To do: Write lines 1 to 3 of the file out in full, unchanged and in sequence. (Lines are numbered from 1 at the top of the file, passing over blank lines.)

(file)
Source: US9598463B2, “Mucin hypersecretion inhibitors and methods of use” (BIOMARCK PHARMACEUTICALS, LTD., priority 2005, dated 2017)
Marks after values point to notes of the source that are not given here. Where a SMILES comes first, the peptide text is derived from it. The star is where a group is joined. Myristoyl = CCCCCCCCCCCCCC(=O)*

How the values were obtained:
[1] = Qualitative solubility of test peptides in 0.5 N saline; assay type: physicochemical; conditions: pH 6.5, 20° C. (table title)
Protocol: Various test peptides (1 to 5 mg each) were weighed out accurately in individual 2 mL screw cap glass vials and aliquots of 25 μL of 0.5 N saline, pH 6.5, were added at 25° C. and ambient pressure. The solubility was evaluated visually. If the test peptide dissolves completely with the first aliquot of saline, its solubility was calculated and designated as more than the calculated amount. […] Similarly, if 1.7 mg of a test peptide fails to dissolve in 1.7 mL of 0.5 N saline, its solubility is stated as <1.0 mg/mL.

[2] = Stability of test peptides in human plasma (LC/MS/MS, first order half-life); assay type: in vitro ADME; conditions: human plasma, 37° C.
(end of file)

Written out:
Source: US9598463B2, “Mucin hypersecretion inhibitors and methods of use” (BIOMARCK PHARMACEUTICALS, LTD., priority 2005, dated 2017)
Marks after values point to notes of the source that are not given here. Where a SMILES comes first, the peptide text is derived from it. The star is where a group is joined. Myristoyl = CCCCCCCCCCCCCC(=O)*

How the values were obtained: